Health Study on Giloy
The study was recently published in Hepatology Communications, the official journal of the American Association for the Study of Liver Disease.
“Tinospora cordifolia, also known as the heart-leaved moonseed (or Giloy in Hindi and Guduchi in Sanskrit), is popularly marketed in India as an ‘immune-booster herbal supplement’ with the ‘potential’ to prevent COVID-19, despite a lack of strong clinical evidence for its use,” the study notes.
While it validates that Giloy has been shown to have immune-stimulating properties, it adds, “A recent paper describing six patients from a single center revealed that Giloy use could lead to acute hepatitis with autoimmune features or unmask an underlying autoimmune chronic liver disease (CLD).”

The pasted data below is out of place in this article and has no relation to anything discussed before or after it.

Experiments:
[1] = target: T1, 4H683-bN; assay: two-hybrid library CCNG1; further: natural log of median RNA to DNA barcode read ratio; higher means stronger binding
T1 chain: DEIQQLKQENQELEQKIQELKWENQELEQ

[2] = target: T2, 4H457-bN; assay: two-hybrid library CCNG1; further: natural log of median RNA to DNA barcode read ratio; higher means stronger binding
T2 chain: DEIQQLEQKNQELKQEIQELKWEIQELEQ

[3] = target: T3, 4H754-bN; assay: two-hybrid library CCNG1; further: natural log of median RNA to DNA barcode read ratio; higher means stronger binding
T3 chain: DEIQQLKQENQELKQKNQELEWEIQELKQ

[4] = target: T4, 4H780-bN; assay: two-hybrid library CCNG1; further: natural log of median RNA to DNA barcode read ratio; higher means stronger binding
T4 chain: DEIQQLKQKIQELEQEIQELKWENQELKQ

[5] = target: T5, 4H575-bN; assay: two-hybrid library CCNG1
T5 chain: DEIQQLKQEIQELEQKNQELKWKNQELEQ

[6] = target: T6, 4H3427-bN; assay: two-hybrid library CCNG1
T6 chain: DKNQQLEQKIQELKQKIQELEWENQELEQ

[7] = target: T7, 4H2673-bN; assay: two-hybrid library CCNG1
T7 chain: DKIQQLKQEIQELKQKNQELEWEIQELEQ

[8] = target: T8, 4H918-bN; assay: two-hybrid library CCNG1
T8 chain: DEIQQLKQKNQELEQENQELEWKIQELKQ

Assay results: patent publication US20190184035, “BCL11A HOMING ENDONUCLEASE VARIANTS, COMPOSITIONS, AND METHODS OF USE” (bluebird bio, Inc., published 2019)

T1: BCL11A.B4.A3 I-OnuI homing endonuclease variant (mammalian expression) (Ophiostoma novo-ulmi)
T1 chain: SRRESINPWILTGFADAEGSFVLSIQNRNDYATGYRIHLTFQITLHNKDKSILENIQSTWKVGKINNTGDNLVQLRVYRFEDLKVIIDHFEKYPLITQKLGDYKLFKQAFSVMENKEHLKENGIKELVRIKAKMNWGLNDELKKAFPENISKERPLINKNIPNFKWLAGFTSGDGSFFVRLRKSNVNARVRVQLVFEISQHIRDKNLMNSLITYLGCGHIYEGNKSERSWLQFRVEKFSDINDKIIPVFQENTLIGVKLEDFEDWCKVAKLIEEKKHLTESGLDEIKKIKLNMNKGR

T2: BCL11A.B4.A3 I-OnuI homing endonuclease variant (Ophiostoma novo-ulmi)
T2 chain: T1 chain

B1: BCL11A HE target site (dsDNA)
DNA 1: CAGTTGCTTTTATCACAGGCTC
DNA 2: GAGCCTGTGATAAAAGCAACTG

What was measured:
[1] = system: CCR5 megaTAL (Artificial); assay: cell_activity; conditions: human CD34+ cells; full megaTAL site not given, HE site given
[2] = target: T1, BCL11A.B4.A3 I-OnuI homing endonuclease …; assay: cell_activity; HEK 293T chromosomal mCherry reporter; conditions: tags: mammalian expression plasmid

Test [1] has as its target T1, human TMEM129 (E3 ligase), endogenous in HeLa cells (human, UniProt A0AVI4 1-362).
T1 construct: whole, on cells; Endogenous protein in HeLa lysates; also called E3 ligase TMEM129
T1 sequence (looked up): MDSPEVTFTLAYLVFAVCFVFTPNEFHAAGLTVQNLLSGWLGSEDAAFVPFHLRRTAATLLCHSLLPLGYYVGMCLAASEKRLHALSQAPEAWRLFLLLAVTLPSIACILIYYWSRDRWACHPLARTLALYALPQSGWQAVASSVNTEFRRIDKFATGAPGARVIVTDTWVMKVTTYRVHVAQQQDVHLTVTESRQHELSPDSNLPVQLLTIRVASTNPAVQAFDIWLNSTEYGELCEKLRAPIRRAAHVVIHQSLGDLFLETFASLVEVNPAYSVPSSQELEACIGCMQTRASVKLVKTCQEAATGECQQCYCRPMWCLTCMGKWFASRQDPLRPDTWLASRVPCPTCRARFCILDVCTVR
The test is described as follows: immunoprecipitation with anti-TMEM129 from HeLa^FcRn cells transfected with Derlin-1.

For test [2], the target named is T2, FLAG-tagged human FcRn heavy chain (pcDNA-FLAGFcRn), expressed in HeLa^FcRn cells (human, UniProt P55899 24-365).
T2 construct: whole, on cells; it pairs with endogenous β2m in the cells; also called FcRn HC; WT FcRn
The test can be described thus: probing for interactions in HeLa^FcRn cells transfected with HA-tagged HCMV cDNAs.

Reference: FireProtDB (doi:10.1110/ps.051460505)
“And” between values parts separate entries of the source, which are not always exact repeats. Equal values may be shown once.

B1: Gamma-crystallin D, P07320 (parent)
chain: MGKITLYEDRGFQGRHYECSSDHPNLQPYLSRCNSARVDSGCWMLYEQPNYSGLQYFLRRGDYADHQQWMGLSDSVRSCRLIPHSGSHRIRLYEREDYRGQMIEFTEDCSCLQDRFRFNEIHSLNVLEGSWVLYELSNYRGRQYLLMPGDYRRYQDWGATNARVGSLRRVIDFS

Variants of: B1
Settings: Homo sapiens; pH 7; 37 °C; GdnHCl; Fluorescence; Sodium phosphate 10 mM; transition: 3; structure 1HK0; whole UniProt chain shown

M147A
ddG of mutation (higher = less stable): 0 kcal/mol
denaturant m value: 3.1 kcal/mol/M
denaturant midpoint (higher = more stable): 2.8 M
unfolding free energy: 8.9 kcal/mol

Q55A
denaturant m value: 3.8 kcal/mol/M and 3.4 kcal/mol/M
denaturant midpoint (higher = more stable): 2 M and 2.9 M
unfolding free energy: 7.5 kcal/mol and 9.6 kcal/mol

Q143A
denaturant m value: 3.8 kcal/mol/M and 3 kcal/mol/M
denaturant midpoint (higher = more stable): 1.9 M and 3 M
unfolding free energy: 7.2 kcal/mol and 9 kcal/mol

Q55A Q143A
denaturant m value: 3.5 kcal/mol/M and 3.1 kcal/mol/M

Considering how people turned to Giloy in the midst of the pandemic, this study is a natural cause for worry.
Side effects of Giloy
While Giloy started gaining unprecedented glory in 2020, HealthShots had spoken to Dr Amitabh Parti, Director, Internal Medicine at Fortis Hospital, Gurugram, to understand its likely side effects.
Dr Parti had pointed out that one can go wrong with the dosage of Giloy if one is self-medicating, and that can do more harm than good. These are the side effects he pointed out:
* Dropped blood sugar levels
* Trigering of certain autoimmune diseases such as lupus and rheumatoid arthritis
* May be harmful to pregnant women